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ARS Home » Plains Area » Sidney, Montana » Northern Plains Agricultural Research Laboratory » Agricultural Systems Research » Research » Publications at this Location » Publication #192104


item Lartey, Robert
item Kersey, Scott
item Ghoshroy, Soumitra

Submitted to: International Congress on Molecular Plant-Microbe Interactions
Publication Type: Abstract Only
Publication Acceptance Date: 7/15/2005
Publication Date: 12/30/2005
Citation: Lartey, R.T., Kersey, S., Ghoshroy, S. 2005. A light and scanning electron microscopic study of progression of cercospora beticola infection in sugar beet and safflower. In: Book of Abstracts, 2005. XII International Congress on Molecular Plant-Microbe Interactions, December 14-19, 2005, Merida, Mexico. Abstract P4-10, Page 129.

Interpretive Summary:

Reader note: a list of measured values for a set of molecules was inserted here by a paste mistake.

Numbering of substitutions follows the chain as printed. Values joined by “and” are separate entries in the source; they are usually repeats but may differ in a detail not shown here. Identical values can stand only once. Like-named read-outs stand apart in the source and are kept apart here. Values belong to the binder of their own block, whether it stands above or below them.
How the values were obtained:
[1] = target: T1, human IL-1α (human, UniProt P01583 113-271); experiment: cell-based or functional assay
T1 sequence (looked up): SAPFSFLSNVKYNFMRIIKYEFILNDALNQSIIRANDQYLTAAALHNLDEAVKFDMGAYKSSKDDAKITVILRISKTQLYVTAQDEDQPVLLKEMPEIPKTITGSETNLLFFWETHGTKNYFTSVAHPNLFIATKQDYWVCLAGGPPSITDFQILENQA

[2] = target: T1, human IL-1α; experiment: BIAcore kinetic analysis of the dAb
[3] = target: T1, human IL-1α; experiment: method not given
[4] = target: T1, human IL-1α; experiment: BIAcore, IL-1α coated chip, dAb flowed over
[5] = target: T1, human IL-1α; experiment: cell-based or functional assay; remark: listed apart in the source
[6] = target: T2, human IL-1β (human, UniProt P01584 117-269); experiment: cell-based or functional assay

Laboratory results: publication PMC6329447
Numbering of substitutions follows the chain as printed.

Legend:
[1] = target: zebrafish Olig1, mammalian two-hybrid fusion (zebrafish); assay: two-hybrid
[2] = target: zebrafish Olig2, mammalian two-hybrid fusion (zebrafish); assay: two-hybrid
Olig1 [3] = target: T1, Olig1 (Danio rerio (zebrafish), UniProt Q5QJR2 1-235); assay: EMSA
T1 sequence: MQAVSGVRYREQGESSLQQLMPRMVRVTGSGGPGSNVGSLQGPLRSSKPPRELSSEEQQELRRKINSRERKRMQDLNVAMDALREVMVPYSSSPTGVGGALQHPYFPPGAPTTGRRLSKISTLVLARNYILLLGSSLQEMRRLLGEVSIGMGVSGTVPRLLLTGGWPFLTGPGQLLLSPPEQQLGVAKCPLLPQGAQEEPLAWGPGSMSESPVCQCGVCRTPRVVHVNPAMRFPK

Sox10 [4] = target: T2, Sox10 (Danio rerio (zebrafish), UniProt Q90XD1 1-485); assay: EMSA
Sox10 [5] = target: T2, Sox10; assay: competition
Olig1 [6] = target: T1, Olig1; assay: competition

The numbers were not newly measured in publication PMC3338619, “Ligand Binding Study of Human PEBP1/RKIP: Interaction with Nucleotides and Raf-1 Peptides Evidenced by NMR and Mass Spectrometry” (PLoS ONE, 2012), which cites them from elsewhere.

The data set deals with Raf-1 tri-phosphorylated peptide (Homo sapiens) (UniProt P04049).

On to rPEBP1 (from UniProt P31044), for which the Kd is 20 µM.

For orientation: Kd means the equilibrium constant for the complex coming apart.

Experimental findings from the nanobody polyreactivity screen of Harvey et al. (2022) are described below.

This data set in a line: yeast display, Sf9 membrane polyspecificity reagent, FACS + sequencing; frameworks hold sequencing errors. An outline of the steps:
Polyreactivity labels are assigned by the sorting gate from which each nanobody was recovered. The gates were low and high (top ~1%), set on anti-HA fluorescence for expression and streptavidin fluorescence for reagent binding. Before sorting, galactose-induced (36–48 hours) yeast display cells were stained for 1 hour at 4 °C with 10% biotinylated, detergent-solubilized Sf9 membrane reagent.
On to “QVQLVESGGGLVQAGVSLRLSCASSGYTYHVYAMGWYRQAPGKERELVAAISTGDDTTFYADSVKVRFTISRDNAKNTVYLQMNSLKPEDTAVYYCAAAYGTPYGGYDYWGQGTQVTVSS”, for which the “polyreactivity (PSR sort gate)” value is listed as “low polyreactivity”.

Technical Abstract: Sugar beet and subirrigated safflower are sometimes rotated in Sidney, MT region of Northern Great Plains (NGP). Cercospora beticola and C. carthami are known to infect sugar beet and safflower respectively. C. beticola is ubiquitous in sugar beet, but C. carthami has not been reported in NGP. Observations of unusual leaf spots on subirrigated safflower cv. Centennial in Sidney, MT led to investigation of safflower as an alternate host to C. beticola. We subsequently identified safflower as a host of C. beticola in a report that for the first time recognized cross infection of a host that had previously been identified as a host of another Cercospora species. This project describes a comparative microscopic study of spread of C. beticola infection in sugar beet and safflower. The two crops were manually infected with inoculum spores of two isolates of C. beticola (C2 and Sid 1). Gradual development of the pathogen on the leaf surface and disease symptoms were investigated with scanning electron microscope operated at a variable pressure mode. Some specimens were sputter coated with gold to obtain images with higher resolution. The lesions in both sugar beet and safflower showed a substantial amount of hyphal mass. The areas with no apparent lesions lacked mycelia, indicating a fairly restricted spread of hyphae. A number of stomatal apertures in lesion areas of both hosts plants clearly showed protruding hyphae, which may indicate presence of internalized hyphae after establishment of infection. Further investigations are in progress to study the ultrastructure of leaf cells in the lesion area to determine the extent of infection spread in various cellular compartments. In addition, assay of the symptoms by PCR, showed the presence of C. beticola in the lesions.